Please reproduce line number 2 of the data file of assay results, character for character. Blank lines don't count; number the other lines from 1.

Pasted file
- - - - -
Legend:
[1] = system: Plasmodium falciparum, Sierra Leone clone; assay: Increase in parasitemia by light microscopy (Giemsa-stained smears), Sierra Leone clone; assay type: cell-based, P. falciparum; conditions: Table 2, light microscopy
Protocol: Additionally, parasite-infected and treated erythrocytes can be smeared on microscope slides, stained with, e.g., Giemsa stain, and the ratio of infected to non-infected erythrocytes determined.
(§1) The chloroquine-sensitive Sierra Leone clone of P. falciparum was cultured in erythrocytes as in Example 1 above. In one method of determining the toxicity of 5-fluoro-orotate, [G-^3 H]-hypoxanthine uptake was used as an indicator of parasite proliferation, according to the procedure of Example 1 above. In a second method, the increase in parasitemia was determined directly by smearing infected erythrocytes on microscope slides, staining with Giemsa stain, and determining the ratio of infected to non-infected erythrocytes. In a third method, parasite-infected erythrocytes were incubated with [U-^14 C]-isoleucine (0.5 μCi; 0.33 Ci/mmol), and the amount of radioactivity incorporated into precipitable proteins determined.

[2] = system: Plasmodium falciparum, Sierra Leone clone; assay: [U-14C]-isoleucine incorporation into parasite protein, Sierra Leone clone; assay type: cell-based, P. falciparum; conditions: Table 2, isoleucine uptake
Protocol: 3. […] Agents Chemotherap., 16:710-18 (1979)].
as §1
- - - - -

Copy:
[1] = system: Plasmodium falciparum, Sierra Leone clone; assay: Increase in parasitemia by light microscopy (Giemsa-stained smears), Sierra Leone clone; assay type: cell-based, P. falciparum; conditions: Table 2, light microscopy